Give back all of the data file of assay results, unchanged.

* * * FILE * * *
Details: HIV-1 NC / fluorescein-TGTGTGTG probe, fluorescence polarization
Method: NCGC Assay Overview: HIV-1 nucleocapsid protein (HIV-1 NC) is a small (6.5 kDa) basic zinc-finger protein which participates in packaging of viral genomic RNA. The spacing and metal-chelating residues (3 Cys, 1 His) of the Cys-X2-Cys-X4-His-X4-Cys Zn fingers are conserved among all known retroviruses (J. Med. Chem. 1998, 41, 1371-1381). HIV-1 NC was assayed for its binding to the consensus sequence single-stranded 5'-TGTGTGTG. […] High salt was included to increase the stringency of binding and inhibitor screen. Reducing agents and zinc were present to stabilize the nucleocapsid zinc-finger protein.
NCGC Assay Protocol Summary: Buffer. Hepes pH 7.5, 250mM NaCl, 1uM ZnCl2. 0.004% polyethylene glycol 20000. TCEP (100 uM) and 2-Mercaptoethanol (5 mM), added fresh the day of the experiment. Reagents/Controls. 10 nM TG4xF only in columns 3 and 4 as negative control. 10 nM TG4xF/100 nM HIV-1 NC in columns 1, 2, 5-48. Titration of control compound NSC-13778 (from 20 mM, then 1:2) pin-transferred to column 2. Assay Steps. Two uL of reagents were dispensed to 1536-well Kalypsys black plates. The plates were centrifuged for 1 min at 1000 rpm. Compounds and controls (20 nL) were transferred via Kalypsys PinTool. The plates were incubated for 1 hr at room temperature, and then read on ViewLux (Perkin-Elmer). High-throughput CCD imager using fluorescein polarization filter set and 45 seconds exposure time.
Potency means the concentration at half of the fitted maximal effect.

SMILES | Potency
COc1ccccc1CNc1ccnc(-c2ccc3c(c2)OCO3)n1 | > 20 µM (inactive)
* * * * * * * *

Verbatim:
Details: HIV-1 NC / fluorescein-TGTGTGTG probe, fluorescence polarization
Method: NCGC Assay Overview: HIV-1 nucleocapsid protein (HIV-1 NC) is a small (6.5 kDa) basic zinc-finger protein which participates in packaging of viral genomic RNA. The spacing and metal-chelating residues (3 Cys, 1 His) of the Cys-X2-Cys-X4-His-X4-Cys Zn fingers are conserved among all known retroviruses (J. Med. Chem. 1998, 41, 1371-1381). HIV-1 NC was assayed for its binding to the consensus sequence single-stranded 5'-TGTGTGTG. […] High salt was included to increase the stringency of binding and inhibitor screen. Reducing agents and zinc were present to stabilize the nucleocapsid zinc-finger protein.
NCGC Assay Protocol Summary: Buffer. Hepes pH 7.5, 250mM NaCl, 1uM ZnCl2. 0.004% polyethylene glycol 20000. TCEP (100 uM) and 2-Mercaptoethanol (5 mM), added fresh the day of the experiment. Reagents/Controls. 10 nM TG4xF only in columns 3 and 4 as negative control. 10 nM TG4xF/100 nM HIV-1 NC in columns 1, 2, 5-48. Titration of control compound NSC-13778 (from 20 mM, then 1:2) pin-transferred to column 2. Assay Steps. Two uL of reagents were dispensed to 1536-well Kalypsys black plates. The plates were centrifuged for 1 min at 1000 rpm. Compounds and controls (20 nL) were transferred via Kalypsys PinTool. The plates were incubated for 1 hr at room temperature, and then read on ViewLux (Perkin-Elmer). High-throughput CCD imager using fluorescein polarization filter set and 45 seconds exposure time.
Potency means the concentration at half of the fitted maximal effect.

SMILES | Potency
COc1ccccc1CNc1ccnc(-c2ccc3c(c2)OCO3)n1 | > 20 µM (inactive)